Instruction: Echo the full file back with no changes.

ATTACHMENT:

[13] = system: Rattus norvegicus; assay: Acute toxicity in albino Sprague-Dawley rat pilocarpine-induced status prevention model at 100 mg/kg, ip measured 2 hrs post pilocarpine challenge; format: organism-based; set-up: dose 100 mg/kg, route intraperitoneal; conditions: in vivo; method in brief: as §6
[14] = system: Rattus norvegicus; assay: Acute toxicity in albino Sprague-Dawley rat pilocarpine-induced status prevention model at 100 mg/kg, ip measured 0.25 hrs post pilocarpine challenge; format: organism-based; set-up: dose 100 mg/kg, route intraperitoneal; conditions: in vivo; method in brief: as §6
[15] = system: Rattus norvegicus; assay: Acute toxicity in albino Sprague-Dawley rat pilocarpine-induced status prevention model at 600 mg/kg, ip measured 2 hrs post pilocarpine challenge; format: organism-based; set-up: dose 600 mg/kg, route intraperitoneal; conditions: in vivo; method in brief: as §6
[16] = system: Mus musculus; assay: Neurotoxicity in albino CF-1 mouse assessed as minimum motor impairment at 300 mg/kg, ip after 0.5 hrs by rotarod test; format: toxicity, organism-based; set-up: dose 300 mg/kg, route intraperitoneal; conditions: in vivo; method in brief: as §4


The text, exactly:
[13] = system: Rattus norvegicus; assay: Acute toxicity in albino Sprague-Dawley rat pilocarpine-induced status prevention model at 100 mg/kg, ip measured 2 hrs post pilocarpine challenge; format: organism-based; set-up: dose 100 mg/kg, route intraperitoneal; conditions: in vivo; method in brief: as §6
[14] = system: Rattus norvegicus; assay: Acute toxicity in albino Sprague-Dawley rat pilocarpine-induced status prevention model at 100 mg/kg, ip measured 0.25 hrs post pilocarpine challenge; format: organism-based; set-up: dose 100 mg/kg, route intraperitoneal; conditions: in vivo; method in brief: as §6
[15] = system: Rattus norvegicus; assay: Acute toxicity in albino Sprague-Dawley rat pilocarpine-induced status prevention model at 600 mg/kg, ip measured 2 hrs post pilocarpine challenge; format: organism-based; set-up: dose 600 mg/kg, route intraperitoneal; conditions: in vivo; method in brief: as §6
[16] = system: Mus musculus; assay: Neurotoxicity in albino CF-1 mouse assessed as minimum motor impairment at 300 mg/kg, ip after 0.5 hrs by rotarod test; format: toxicity, organism-based; set-up: dose 300 mg/kg, route intraperitoneal; conditions: in vivo; method in brief: as §4